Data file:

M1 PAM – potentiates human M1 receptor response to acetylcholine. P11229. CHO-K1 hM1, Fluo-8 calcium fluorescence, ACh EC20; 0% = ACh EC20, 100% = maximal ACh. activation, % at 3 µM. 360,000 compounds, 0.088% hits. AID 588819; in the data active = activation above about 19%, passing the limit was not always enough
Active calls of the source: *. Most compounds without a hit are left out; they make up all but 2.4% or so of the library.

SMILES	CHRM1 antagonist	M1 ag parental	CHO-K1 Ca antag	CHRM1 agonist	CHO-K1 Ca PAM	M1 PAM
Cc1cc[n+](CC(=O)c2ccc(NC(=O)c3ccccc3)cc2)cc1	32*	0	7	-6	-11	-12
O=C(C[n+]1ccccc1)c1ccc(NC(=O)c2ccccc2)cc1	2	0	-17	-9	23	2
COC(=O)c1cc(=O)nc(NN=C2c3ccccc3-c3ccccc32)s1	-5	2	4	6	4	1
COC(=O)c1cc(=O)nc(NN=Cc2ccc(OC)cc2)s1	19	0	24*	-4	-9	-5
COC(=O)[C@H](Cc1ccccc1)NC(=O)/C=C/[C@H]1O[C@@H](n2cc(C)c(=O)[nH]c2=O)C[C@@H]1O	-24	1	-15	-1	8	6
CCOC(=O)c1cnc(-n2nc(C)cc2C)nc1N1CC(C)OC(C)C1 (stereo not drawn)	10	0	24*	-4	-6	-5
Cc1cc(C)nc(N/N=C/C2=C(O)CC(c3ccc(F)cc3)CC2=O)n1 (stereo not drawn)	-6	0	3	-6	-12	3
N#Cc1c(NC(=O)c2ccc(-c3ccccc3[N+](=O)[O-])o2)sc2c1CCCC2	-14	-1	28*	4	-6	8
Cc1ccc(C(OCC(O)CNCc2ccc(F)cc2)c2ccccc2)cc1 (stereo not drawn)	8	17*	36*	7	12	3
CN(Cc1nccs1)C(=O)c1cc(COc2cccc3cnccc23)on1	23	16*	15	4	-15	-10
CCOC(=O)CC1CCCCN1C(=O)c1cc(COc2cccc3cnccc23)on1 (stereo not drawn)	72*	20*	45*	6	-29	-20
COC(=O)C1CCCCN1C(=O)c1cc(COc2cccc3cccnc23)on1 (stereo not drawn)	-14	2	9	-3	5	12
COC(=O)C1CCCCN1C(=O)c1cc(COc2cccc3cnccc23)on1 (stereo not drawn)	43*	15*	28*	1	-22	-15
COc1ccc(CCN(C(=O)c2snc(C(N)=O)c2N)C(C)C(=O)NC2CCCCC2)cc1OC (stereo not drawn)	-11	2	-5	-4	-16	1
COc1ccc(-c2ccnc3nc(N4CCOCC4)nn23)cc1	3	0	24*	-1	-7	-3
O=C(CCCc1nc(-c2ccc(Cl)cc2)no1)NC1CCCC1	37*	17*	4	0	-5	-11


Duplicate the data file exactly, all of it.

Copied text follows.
M1 PAM – potentiates human M1 receptor response to acetylcholine. P11229. CHO-K1 hM1, Fluo-8 calcium fluorescence, ACh EC20; 0% = ACh EC20, 100% = maximal ACh. activation, % at 3 µM. 360,000 compounds, 0.088% hits. AID 588819; in the data active = activation above about 19%, passing the limit was not always enough
Active calls of the source: *. Most compounds without a hit are left out; they make up all but 2.4% or so of the library.

SMILES	CHRM1 antagonist	M1 ag parental	CHO-K1 Ca antag	CHRM1 agonist	CHO-K1 Ca PAM	M1 PAM
Cc1cc[n+](CC(=O)c2ccc(NC(=O)c3ccccc3)cc2)cc1	32*	0	7	-6	-11	-12
O=C(C[n+]1ccccc1)c1ccc(NC(=O)c2ccccc2)cc1	2	0	-17	-9	23	2
COC(=O)c1cc(=O)nc(NN=C2c3ccccc3-c3ccccc32)s1	-5	2	4	6	4	1
COC(=O)c1cc(=O)nc(NN=Cc2ccc(OC)cc2)s1	19	0	24*	-4	-9	-5
COC(=O)[C@H](Cc1ccccc1)NC(=O)/C=C/[C@H]1O[C@@H](n2cc(C)c(=O)[nH]c2=O)C[C@@H]1O	-24	1	-15	-1	8	6
CCOC(=O)c1cnc(-n2nc(C)cc2C)nc1N1CC(C)OC(C)C1 (stereo not drawn)	10	0	24*	-4	-6	-5
Cc1cc(C)nc(N/N=C/C2=C(O)CC(c3ccc(F)cc3)CC2=O)n1 (stereo not drawn)	-6	0	3	-6	-12	3
N#Cc1c(NC(=O)c2ccc(-c3ccccc3[N+](=O)[O-])o2)sc2c1CCCC2	-14	-1	28*	4	-6	8
Cc1ccc(C(OCC(O)CNCc2ccc(F)cc2)c2ccccc2)cc1 (stereo not drawn)	8	17*	36*	7	12	3
CN(Cc1nccs1)C(=O)c1cc(COc2cccc3cnccc23)on1	23	16*	15	4	-15	-10
CCOC(=O)CC1CCCCN1C(=O)c1cc(COc2cccc3cnccc23)on1 (stereo not drawn)	72*	20*	45*	6	-29	-20
COC(=O)C1CCCCN1C(=O)c1cc(COc2cccc3cccnc23)on1 (stereo not drawn)	-14	2	9	-3	5	12
COC(=O)C1CCCCN1C(=O)c1cc(COc2cccc3cnccc23)on1 (stereo not drawn)	43*	15*	28*	1	-22	-15
COc1ccc(CCN(C(=O)c2snc(C(N)=O)c2N)C(C)C(=O)NC2CCCCC2)cc1OC (stereo not drawn)	-11	2	-5	-4	-16	1
COc1ccc(-c2ccnc3nc(N4CCOCC4)nn23)cc1	3	0	24*	-1	-7	-3
O=C(CCCc1nc(-c2ccc(Cl)cc2)no1)NC1CCCC1	37*	17*	4	0	-5	-11